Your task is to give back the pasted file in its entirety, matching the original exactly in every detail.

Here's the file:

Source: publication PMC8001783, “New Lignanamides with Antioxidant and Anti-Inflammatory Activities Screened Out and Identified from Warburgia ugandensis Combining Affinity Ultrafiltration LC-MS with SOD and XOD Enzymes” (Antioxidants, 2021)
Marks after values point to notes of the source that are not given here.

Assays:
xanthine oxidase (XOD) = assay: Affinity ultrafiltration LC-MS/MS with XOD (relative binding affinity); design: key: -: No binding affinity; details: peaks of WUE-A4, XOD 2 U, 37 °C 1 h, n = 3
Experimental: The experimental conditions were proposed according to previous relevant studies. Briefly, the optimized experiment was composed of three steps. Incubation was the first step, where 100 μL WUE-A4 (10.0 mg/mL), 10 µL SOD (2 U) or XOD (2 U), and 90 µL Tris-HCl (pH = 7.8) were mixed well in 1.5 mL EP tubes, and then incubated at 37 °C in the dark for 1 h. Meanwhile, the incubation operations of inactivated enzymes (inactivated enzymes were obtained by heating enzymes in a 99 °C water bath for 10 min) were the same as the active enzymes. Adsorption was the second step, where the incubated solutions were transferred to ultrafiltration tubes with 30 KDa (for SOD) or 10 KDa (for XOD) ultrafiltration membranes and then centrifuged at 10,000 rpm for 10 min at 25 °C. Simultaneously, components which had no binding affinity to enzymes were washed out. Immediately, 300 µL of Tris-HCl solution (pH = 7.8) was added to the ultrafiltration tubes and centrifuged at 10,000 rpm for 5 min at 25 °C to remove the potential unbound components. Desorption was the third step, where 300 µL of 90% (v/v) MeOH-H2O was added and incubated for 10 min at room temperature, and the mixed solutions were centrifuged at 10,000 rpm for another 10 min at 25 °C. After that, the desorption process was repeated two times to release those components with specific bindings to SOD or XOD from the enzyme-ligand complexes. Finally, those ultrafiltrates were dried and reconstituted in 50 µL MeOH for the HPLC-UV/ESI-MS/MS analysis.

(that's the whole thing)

Source: publication PMC8001783, “New Lignanamides with Antioxidant and Anti-Inflammatory Activities Screened Out and Identified from Warburgia ugandensis Combining Affinity Ultrafiltration LC-MS with SOD and XOD Enzymes” (Antioxidants, 2021)
Marks after values point to notes of the source that are not given here.

Assays:
xanthine oxidase (XOD) = assay: Affinity ultrafiltration LC-MS/MS with XOD (relative binding affinity); design: key: -: No binding affinity; details: peaks of WUE-A4, XOD 2 U, 37 °C 1 h, n = 3
Experimental: The experimental conditions were proposed according to previous relevant studies. Briefly, the optimized experiment was composed of three steps. Incubation was the first step, where 100 μL WUE-A4 (10.0 mg/mL), 10 µL SOD (2 U) or XOD (2 U), and 90 µL Tris-HCl (pH = 7.8) were mixed well in 1.5 mL EP tubes, and then incubated at 37 °C in the dark for 1 h. Meanwhile, the incubation operations of inactivated enzymes (inactivated enzymes were obtained by heating enzymes in a 99 °C water bath for 10 min) were the same as the active enzymes. Adsorption was the second step, where the incubated solutions were transferred to ultrafiltration tubes with 30 KDa (for SOD) or 10 KDa (for XOD) ultrafiltration membranes and then centrifuged at 10,000 rpm for 10 min at 25 °C. Simultaneously, components which had no binding affinity to enzymes were washed out. Immediately, 300 µL of Tris-HCl solution (pH = 7.8) was added to the ultrafiltration tubes and centrifuged at 10,000 rpm for 5 min at 25 °C to remove the potential unbound components. Desorption was the third step, where 300 µL of 90% (v/v) MeOH-H2O was added and incubated for 10 min at room temperature, and the mixed solutions were centrifuged at 10,000 rpm for another 10 min at 25 °C. After that, the desorption process was repeated two times to release those components with specific bindings to SOD or XOD from the enzyme-ligand complexes. Finally, those ultrafiltrates were dried and reconstituted in 50 µL MeOH for the HPLC-UV/ESI-MS/MS analysis.